The case illustrates the great lengths that the Russian state has gone to prosecute dissent during the War in Ukraine. In December, opposition politician Ilya Yashin was sentenced to 8.5 years in a penal colony for "discrediting the army" for talking about Russian war crimes in Bucha on his YouTube channel. In April, Washington Post contributor and political activist Vladimir Kara-Murza was sentenced to 25 years in prison, also for speaking publicly on basic facts about the War in Ukraine. In March, a single father was sentenced to two years in a penal colony because his 12-year-old daughter drew an antiwar picture at school; the girl was placed in an orphanage. According to data published by human rights monitor OVD-Info in late October, Russian authorities have launched over 700 cases since the full-scale invasion for anti-war activities.
Skochilenko's treatment in her 19-month detention has been inhumane. She suffers from cyclothymia, a heart defect, and celiac disease. In The Book of Depression, she wrote about her mental health struggles. In pretrial detention, her sleep worsened and she was not allowed to see a psychiatrist who agreed to see her; instead, she was taken to a psychiatric hospital for three weeks, even though an evaluation could have been done in a few hours in pretrial detention. Prison authorities did not allow her to change the battery for her heart monitor. She has been repeatedly denied water and food; she cannot eat the dry prison rations, since she is gluten intolerant. She asked authorities at a hearing: "I don’t understand why you are torturing me with hunger.”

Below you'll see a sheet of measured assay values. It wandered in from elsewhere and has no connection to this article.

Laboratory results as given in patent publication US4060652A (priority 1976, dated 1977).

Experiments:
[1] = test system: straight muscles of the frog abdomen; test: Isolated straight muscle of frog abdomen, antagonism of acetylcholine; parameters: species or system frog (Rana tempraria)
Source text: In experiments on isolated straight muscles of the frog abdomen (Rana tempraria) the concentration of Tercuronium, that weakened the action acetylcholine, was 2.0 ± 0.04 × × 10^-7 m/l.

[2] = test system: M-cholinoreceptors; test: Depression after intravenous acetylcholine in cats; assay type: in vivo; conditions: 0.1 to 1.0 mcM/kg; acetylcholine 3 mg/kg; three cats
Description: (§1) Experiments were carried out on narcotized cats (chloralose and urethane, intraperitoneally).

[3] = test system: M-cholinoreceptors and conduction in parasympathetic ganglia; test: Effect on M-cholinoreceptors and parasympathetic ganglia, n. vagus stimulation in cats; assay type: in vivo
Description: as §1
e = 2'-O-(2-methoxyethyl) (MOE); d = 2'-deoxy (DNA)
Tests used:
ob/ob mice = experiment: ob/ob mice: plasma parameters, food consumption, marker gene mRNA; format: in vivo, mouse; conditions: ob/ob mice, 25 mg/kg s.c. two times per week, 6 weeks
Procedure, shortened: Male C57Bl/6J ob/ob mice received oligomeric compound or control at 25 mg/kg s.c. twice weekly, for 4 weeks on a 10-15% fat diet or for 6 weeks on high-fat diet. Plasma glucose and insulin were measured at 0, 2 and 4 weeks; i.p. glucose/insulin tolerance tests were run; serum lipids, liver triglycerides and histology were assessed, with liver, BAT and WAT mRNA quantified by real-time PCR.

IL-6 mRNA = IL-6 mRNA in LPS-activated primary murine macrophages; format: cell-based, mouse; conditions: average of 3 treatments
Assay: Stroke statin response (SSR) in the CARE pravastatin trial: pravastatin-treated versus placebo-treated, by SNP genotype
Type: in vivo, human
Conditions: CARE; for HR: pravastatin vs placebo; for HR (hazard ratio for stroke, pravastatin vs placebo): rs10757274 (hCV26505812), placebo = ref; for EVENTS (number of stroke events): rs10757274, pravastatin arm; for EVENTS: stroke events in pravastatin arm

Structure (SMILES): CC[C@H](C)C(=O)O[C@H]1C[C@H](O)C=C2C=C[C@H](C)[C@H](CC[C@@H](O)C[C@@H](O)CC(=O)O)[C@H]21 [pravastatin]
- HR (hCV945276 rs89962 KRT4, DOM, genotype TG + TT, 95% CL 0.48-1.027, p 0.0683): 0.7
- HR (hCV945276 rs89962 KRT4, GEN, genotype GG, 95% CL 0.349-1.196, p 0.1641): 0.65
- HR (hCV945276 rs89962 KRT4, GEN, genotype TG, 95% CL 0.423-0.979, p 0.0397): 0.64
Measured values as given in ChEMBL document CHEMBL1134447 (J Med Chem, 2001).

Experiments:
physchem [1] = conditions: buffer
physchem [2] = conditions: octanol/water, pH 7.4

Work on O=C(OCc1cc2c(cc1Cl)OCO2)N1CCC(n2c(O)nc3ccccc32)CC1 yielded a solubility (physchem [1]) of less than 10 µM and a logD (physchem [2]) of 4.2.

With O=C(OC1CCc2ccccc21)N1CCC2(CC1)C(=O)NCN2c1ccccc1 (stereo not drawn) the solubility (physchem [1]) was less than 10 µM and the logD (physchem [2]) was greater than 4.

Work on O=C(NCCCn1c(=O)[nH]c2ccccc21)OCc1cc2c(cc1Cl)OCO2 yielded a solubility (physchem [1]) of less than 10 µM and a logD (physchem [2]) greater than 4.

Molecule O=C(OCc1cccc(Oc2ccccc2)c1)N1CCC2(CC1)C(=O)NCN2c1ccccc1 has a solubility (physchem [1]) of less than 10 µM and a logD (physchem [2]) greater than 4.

Skochilenko is openly lesbian; the Russian state is openly homophobic. (On November 16, Russian authorities moved to ban the LGBT movement as an "extremist" organization, a designation given to terrorist and neo-Nazi groups.) Her partner of six years, Sofya Subbotina, could not see her for the first year she was in prison. At one hearing, Skochilenko suggested that the state was prosecuting her because she was in a relationship with a woman, and a prosecutor denied that was true: “It’s true that during the trial, Skochilenko said the phrase ‘My girlfriend,’ (devochka) and I thought she was saying ‘My grandpa.’ (dedushka) But that’s her choice — we don’t prosecute people for that."